That was his 16th goal in the World Cup.

7. James Rodriguez’s coming-out party

James Rodriguez. (AP)

James Rodriguez. (AP)

Brazil 2014 has had more than its share of spectacular goals.

The World Cup was only three days old when we thought we already seen the goal of the tournament: Robin Van Persie gliding across the grass to send a diving header over the hands of Spanish goalkeeper Iker Casillas, which ignited the 5-1 Dutch rout.

But Australian veteran Tim Cahill made a statement against the Dutch just days later when he latched on a cross-field ball and unleashed a thundering volley past the goalkeeper. Brazilian great Ronaldo called Cahill’s strike as one of the most beautiful goals ever scored at the World Cup.

Still, neither goal was as important and beautiful as the stunning distance volley from Colombian star James Rodriguez in the round-of-16 match against Uruguay.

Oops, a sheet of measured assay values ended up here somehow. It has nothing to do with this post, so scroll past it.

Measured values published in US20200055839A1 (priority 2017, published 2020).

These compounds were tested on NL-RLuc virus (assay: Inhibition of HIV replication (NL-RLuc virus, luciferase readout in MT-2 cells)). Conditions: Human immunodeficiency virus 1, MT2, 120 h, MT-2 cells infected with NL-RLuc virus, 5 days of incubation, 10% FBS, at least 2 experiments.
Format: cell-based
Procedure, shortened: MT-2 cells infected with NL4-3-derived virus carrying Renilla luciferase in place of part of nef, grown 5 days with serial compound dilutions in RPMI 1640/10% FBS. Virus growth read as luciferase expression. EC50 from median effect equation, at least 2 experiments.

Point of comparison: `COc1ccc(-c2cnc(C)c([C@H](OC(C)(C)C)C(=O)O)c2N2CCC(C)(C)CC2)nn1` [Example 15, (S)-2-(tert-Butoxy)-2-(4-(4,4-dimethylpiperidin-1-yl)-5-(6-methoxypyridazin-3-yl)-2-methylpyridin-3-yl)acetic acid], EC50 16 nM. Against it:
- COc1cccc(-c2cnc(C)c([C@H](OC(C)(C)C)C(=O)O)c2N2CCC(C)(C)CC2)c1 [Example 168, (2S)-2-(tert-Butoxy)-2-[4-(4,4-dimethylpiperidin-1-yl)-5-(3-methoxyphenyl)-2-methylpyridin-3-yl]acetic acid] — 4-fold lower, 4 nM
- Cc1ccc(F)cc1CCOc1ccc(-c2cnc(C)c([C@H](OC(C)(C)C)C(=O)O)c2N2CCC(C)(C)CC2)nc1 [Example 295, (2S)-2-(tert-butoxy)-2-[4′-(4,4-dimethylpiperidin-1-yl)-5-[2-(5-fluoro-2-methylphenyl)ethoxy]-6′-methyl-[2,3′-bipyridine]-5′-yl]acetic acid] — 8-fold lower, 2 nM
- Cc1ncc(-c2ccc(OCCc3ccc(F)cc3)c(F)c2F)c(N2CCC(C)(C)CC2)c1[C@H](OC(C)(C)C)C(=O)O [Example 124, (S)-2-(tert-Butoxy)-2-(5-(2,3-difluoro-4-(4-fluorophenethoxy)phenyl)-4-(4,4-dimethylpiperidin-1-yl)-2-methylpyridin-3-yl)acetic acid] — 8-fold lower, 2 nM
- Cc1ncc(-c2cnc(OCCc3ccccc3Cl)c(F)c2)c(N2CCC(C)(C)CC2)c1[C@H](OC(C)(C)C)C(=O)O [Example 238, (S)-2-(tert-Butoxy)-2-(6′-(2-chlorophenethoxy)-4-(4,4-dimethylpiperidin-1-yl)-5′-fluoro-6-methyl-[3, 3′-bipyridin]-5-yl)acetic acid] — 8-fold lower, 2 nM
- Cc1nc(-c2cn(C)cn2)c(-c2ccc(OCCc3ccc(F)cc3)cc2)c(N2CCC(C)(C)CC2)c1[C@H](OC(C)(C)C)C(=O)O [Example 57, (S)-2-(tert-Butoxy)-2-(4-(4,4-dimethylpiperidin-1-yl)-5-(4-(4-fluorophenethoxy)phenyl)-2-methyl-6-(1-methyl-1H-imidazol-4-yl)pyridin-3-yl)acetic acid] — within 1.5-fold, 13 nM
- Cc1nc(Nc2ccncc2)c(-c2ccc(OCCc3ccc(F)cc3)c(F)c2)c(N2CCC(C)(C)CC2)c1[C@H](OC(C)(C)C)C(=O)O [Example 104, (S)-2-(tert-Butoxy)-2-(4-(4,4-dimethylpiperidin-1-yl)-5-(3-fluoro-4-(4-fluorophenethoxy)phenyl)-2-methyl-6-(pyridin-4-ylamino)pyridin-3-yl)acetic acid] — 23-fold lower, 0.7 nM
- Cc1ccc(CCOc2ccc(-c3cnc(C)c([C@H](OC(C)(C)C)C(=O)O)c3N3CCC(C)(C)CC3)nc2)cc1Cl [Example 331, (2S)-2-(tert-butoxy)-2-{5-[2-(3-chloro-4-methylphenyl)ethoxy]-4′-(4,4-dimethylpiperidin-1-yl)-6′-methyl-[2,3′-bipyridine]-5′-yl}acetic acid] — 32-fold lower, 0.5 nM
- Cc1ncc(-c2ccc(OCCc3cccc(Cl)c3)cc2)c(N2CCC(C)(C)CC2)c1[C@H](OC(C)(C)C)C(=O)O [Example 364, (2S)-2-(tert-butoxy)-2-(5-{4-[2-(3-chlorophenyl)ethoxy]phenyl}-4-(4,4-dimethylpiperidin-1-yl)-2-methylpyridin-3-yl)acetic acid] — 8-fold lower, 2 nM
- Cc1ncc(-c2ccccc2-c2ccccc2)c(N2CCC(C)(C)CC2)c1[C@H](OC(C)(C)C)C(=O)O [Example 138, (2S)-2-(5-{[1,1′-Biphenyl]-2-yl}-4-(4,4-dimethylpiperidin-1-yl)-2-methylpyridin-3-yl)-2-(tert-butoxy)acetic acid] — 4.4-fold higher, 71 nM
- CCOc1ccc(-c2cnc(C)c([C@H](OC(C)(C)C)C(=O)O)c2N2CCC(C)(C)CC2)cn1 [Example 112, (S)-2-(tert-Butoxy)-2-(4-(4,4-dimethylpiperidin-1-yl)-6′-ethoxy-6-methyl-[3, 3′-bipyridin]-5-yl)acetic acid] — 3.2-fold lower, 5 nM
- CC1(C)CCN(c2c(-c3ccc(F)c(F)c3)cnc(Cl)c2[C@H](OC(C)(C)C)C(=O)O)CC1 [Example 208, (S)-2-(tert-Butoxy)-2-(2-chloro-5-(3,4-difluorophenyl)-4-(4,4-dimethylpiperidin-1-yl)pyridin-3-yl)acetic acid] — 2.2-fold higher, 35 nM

With the game still at 0-0, Rodriguez gathered the ball on his chest with his back to the goal well outside the box and in one fluid motion turned and fired a left-footed screamer that grazed the crossbar before ripping the net.

Rodriguez later added another goal to seal the 2-0 win and put Colombia in the quarter-finals.

Rodriguez scored in the team’s 2-1 loss to Brazil in the quarter-final, cementing his status as the tournament’s breakout star with his creative playmaking and lethal finishing.

Rodriguez took the Golden Boot with six goals, one more than Germany’s Thomas Muller.

8. Algeria, Costa Rica shine

While the Germans have enjoyed a superb tournament, no opponent scared them more than the Algerians did in their round of 16 match.

Germany needed extra-time goals from Andre Schurrle and Mesut Ozil to escape with a 2-1 win and advance to the quarter-finals.

It was a heartbreaking loss for the Algerians, who dominated for long stretches during the opening 90 minutes, but wasted too many opportunities against the rattled, three-time champions.